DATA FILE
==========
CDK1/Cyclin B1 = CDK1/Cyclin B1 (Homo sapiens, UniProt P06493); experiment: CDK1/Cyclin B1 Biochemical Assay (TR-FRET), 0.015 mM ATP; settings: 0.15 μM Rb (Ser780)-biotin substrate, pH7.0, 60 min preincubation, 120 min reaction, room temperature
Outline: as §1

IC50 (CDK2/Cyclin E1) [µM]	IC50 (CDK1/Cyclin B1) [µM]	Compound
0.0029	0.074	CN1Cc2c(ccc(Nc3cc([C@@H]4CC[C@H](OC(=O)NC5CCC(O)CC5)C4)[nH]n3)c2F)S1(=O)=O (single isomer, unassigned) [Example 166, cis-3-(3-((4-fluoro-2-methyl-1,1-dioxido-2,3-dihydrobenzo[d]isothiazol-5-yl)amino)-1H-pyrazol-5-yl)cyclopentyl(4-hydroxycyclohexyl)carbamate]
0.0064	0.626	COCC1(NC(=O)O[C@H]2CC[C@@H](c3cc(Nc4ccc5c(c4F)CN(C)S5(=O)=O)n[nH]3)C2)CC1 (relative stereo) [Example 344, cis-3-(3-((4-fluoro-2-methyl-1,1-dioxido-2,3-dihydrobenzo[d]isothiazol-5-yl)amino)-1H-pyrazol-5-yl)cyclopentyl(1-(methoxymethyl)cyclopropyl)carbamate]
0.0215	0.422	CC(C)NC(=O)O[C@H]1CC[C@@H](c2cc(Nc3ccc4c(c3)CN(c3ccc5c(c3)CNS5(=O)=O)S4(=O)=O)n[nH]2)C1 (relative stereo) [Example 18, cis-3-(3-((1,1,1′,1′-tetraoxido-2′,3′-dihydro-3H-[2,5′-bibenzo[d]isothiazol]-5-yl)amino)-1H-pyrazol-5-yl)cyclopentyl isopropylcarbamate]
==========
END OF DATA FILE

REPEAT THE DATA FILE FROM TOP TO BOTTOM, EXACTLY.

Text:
CDK1/Cyclin B1 = CDK1/Cyclin B1 (Homo sapiens, UniProt P06493); experiment: CDK1/Cyclin B1 Biochemical Assay (TR-FRET), 0.015 mM ATP; settings: 0.15 μM Rb (Ser780)-biotin substrate, pH7.0, 60 min preincubation, 120 min reaction, room temperature
Outline: as §1

IC50 (CDK2/Cyclin E1) [µM]	IC50 (CDK1/Cyclin B1) [µM]	Compound
0.0029	0.074	CN1Cc2c(ccc(Nc3cc([C@@H]4CC[C@H](OC(=O)NC5CCC(O)CC5)C4)[nH]n3)c2F)S1(=O)=O (single isomer, unassigned) [Example 166, cis-3-(3-((4-fluoro-2-methyl-1,1-dioxido-2,3-dihydrobenzo[d]isothiazol-5-yl)amino)-1H-pyrazol-5-yl)cyclopentyl(4-hydroxycyclohexyl)carbamate]
0.0064	0.626	COCC1(NC(=O)O[C@H]2CC[C@@H](c3cc(Nc4ccc5c(c4F)CN(C)S5(=O)=O)n[nH]3)C2)CC1 (relative stereo) [Example 344, cis-3-(3-((4-fluoro-2-methyl-1,1-dioxido-2,3-dihydrobenzo[d]isothiazol-5-yl)amino)-1H-pyrazol-5-yl)cyclopentyl(1-(methoxymethyl)cyclopropyl)carbamate]
0.0215	0.422	CC(C)NC(=O)O[C@H]1CC[C@@H](c2cc(Nc3ccc4c(c3)CN(c3ccc5c(c3)CNS5(=O)=O)S4(=O)=O)n[nH]2)C1 (relative stereo) [Example 18, cis-3-(3-((1,1,1′,1′-tetraoxido-2′,3′-dihydro-3H-[2,5′-bibenzo[d]isothiazol]-5-yl)amino)-1H-pyrazol-5-yl)cyclopentyl isopropylcarbamate]